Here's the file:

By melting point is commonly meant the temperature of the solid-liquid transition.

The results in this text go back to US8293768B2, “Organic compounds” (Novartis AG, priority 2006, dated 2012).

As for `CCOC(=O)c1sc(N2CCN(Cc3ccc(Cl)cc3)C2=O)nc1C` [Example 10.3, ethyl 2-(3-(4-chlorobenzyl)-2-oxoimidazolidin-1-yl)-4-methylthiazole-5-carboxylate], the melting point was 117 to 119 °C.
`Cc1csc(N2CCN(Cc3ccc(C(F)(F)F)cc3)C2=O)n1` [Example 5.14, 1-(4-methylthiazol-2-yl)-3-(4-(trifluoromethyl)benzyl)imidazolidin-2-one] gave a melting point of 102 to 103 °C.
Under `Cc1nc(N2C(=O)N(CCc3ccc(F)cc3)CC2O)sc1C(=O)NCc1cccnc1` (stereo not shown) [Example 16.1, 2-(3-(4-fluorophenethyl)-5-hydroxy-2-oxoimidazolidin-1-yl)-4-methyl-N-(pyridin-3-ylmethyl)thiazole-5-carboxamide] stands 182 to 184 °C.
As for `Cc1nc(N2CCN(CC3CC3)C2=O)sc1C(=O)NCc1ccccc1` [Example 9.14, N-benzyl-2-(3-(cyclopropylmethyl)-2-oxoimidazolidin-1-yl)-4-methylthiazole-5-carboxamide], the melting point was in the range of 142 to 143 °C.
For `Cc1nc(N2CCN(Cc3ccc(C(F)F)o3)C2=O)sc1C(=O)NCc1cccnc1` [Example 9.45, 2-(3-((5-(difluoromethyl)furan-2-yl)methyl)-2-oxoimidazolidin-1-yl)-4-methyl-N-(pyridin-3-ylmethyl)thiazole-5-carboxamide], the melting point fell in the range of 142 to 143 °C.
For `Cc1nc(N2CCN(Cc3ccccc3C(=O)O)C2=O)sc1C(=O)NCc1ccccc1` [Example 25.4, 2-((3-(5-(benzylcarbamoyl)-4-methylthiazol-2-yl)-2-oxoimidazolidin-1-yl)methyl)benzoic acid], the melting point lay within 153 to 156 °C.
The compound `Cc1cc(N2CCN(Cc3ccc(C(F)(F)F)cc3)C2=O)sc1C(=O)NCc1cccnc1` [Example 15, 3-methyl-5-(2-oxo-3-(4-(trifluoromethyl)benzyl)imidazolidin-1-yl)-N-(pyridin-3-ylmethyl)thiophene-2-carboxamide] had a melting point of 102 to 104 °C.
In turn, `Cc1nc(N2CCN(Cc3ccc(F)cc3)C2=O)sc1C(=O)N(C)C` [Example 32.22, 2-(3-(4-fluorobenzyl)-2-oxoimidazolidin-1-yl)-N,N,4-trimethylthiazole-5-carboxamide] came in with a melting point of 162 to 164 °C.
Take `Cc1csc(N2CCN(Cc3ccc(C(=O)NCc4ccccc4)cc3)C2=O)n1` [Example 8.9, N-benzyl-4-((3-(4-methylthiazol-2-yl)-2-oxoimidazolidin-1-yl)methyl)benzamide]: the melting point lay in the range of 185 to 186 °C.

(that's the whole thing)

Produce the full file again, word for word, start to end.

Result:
By melting point is commonly meant the temperature of the solid-liquid transition.

The results in this text go back to US8293768B2, “Organic compounds” (Novartis AG, priority 2006, dated 2012).

As for `CCOC(=O)c1sc(N2CCN(Cc3ccc(Cl)cc3)C2=O)nc1C` [Example 10.3, ethyl 2-(3-(4-chlorobenzyl)-2-oxoimidazolidin-1-yl)-4-methylthiazole-5-carboxylate], the melting point was 117 to 119 °C.
`Cc1csc(N2CCN(Cc3ccc(C(F)(F)F)cc3)C2=O)n1` [Example 5.14, 1-(4-methylthiazol-2-yl)-3-(4-(trifluoromethyl)benzyl)imidazolidin-2-one] gave a melting point of 102 to 103 °C.
Under `Cc1nc(N2C(=O)N(CCc3ccc(F)cc3)CC2O)sc1C(=O)NCc1cccnc1` (stereo not shown) [Example 16.1, 2-(3-(4-fluorophenethyl)-5-hydroxy-2-oxoimidazolidin-1-yl)-4-methyl-N-(pyridin-3-ylmethyl)thiazole-5-carboxamide] stands 182 to 184 °C.
As for `Cc1nc(N2CCN(CC3CC3)C2=O)sc1C(=O)NCc1ccccc1` [Example 9.14, N-benzyl-2-(3-(cyclopropylmethyl)-2-oxoimidazolidin-1-yl)-4-methylthiazole-5-carboxamide], the melting point was in the range of 142 to 143 °C.
For `Cc1nc(N2CCN(Cc3ccc(C(F)F)o3)C2=O)sc1C(=O)NCc1cccnc1` [Example 9.45, 2-(3-((5-(difluoromethyl)furan-2-yl)methyl)-2-oxoimidazolidin-1-yl)-4-methyl-N-(pyridin-3-ylmethyl)thiazole-5-carboxamide], the melting point fell in the range of 142 to 143 °C.
For `Cc1nc(N2CCN(Cc3ccccc3C(=O)O)C2=O)sc1C(=O)NCc1ccccc1` [Example 25.4, 2-((3-(5-(benzylcarbamoyl)-4-methylthiazol-2-yl)-2-oxoimidazolidin-1-yl)methyl)benzoic acid], the melting point lay within 153 to 156 °C.
The compound `Cc1cc(N2CCN(Cc3ccc(C(F)(F)F)cc3)C2=O)sc1C(=O)NCc1cccnc1` [Example 15, 3-methyl-5-(2-oxo-3-(4-(trifluoromethyl)benzyl)imidazolidin-1-yl)-N-(pyridin-3-ylmethyl)thiophene-2-carboxamide] had a melting point of 102 to 104 °C.
In turn, `Cc1nc(N2CCN(Cc3ccc(F)cc3)C2=O)sc1C(=O)N(C)C` [Example 32.22, 2-(3-(4-fluorobenzyl)-2-oxoimidazolidin-1-yl)-N,N,4-trimethylthiazole-5-carboxamide] came in with a melting point of 162 to 164 °C.
Take `Cc1csc(N2CCN(Cc3ccc(C(=O)NCc4ccccc4)cc3)C2=O)n1` [Example 8.9, N-benzyl-4-((3-(4-methylthiazol-2-yl)-2-oxoimidazolidin-1-yl)methyl)benzamide]: the melting point lay in the range of 185 to 186 °C.